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Stone Conservation

Stone Conservation

The people who work to conserve the Cathedral’s fabric are highly skilled artists and craftspeople. Their work requires sensitivity to the spirit of the building. The aim is to slow down the process of decay, and to replace only those parts that have lost the battle for survival.

Canterbury Cathedral currently employs 13 stonemasons, including several apprentices. In the past there has been a tendency for masons to specialise in one area of their trade, but the demands of maintaining and preserving the Cathedral make it essential that today’s Cathedral masons are expert in all aspects of their craft, including the care and conservation of the ancient fabric. The Cathedral is part of a World Heritage Site and as such should be a centre of excellence for both the training and practice of crafts associated with its upkeep. The masons have a workshop and drawing office in the Cathedral Precincts and a bigger, industrial yard on the edge of the City. It is here that blocks of Caen stone trucked in from a quarry near Caen in northern France and Lepine stone from a quarry near Poitiers are brought for storage and preparation. The blocks (some of them 1m³ and weighing over 2 tons) are cut to more manageable size with specialist equipment. Any mechanised masonry is done here, prior to the stone being transported to the Cathedral where the masons finish the work using hand tools. The masonry process can be divided into 5 distinct phases:

Setting out:

measuring old stones that have to be replaced in order to recreate their shape using geometry to produce templates.


cutting large blocks from the quarry into smaller pieces to be carved, but making sure that this is done correctly so that the stone is fitted into the building in its “correct bed” and each block is used economically.

Masoning, cutting or carving:

shaping the stone using the templates to precise dimensions in order to fit a specific place in the building and perform a particular function.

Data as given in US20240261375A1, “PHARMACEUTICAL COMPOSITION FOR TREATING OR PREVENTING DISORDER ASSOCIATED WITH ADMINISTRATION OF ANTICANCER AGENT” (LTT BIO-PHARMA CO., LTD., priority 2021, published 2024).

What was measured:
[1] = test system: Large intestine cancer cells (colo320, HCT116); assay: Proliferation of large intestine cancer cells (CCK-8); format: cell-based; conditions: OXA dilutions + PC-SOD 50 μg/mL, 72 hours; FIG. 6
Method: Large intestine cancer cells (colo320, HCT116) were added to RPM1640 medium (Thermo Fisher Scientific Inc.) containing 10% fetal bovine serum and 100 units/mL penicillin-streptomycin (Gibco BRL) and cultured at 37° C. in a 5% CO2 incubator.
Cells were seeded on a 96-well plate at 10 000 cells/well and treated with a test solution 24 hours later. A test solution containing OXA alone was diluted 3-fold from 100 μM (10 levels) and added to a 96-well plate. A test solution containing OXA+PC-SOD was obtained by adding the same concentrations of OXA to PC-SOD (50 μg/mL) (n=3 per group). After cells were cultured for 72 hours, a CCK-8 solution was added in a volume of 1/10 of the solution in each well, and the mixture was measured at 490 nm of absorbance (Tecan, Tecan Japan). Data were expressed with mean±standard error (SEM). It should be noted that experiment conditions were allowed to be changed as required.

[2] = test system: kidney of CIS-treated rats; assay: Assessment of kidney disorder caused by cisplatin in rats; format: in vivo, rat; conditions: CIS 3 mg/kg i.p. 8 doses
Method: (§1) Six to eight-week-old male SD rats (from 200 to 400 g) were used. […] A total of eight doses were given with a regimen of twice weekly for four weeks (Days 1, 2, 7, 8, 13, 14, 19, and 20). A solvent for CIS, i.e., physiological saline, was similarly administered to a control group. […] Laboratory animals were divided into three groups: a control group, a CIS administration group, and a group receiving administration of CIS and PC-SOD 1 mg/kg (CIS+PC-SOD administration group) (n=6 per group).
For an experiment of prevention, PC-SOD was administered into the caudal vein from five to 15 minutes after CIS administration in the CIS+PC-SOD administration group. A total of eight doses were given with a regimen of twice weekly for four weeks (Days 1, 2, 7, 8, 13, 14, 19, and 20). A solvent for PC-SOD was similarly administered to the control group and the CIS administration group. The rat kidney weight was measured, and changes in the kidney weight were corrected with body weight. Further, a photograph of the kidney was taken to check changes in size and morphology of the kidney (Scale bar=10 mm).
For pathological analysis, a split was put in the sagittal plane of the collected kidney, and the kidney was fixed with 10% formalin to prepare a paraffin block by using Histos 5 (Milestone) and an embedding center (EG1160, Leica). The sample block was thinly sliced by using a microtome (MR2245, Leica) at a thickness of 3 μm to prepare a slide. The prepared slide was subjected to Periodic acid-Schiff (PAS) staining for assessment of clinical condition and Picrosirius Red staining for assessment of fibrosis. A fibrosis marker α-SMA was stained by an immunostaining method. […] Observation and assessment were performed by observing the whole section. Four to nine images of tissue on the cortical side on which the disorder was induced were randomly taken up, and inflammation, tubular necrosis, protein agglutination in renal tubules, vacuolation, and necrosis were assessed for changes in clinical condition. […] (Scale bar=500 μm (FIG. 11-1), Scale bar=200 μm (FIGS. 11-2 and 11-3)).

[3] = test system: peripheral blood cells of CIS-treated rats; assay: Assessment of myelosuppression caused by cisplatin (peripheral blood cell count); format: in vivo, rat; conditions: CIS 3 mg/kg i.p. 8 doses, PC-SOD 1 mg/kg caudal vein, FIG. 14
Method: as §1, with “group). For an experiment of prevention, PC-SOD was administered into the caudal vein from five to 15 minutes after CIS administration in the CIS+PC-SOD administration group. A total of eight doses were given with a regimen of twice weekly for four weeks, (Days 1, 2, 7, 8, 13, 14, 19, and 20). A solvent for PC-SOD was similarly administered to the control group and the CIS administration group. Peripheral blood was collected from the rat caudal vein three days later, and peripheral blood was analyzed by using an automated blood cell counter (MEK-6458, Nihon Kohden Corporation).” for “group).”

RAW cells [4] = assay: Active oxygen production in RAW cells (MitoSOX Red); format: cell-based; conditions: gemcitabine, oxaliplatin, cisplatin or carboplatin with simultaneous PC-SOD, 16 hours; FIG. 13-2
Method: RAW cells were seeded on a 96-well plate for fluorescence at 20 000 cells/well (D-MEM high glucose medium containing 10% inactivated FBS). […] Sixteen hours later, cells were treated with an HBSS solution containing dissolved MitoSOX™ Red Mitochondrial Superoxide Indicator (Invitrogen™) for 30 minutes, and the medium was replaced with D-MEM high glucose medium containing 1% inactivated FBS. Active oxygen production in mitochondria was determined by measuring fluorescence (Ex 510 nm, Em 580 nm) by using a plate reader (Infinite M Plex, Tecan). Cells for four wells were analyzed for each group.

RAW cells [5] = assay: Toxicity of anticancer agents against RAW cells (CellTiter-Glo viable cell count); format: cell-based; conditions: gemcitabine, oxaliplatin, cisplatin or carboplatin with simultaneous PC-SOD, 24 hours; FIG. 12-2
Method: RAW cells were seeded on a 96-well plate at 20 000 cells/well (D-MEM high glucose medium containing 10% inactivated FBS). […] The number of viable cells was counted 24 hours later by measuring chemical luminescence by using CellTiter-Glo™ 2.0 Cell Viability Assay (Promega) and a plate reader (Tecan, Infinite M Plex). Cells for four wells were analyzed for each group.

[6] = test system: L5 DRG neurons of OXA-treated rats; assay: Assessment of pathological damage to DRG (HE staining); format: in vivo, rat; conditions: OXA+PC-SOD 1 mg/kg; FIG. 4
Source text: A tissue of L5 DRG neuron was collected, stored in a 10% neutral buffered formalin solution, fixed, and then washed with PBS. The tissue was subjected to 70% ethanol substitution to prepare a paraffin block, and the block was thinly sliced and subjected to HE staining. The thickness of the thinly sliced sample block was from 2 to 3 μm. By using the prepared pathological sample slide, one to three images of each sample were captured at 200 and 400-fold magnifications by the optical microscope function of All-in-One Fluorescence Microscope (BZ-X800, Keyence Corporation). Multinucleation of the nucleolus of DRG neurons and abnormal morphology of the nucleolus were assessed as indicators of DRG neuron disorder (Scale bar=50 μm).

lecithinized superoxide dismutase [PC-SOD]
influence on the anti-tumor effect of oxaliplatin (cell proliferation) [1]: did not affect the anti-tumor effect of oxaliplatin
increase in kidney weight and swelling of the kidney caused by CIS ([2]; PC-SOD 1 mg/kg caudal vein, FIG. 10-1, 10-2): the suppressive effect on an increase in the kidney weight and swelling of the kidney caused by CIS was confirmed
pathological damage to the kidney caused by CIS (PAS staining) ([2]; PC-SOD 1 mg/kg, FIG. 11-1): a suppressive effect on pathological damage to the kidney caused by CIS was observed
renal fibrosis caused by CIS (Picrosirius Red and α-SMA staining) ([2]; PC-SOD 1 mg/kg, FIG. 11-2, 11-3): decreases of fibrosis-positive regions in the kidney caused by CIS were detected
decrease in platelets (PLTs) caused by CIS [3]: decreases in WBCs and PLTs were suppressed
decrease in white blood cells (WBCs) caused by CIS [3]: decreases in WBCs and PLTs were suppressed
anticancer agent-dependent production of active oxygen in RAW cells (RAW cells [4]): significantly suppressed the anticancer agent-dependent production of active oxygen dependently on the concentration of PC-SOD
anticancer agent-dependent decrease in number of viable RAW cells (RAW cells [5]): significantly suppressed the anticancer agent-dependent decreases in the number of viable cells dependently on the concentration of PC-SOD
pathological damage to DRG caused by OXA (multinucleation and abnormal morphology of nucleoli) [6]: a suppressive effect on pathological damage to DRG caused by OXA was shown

putting the finished stone into the building using the correct lime-based mortars.


cleaning and consolidation of historic, often original medieval stone, using tried and tested techniques.


Our apprentices learn about modern, mechanised methods of masonry, but they all start their training by working stone in a traditional manner, using hand tools. This gives them a far greater understanding of their craft and an appreciation of the effort and skill used by medieval Cathedral builders. Canterbury is one of eight English cathedrals that have joined forces to form the Cathedral Workshops’ Fellowship. This aims to promote quality and depth in craft training and thereby establish those cathedrals as Centres of Excellence. Our apprentices now train for a minimum of 4 years. During this time they will concentrate on acquiring their craft skill but this will be underpinned by knowledge that they also need to become rounded craftspeople. Subjects covered in their academic training include: Architectural and Art History, Archaeology, Conservation (Philosophy and Practice), Basic and Advanced Geometry, Architectural and Decorative Carving, Stone Fixing, Geology, Structural Engineering and Project Management. It is hoped that at the end of this initial period of training, those who wish to do so will have the opportunity to progress via the Higher Education route to achieve further academic qualifications.

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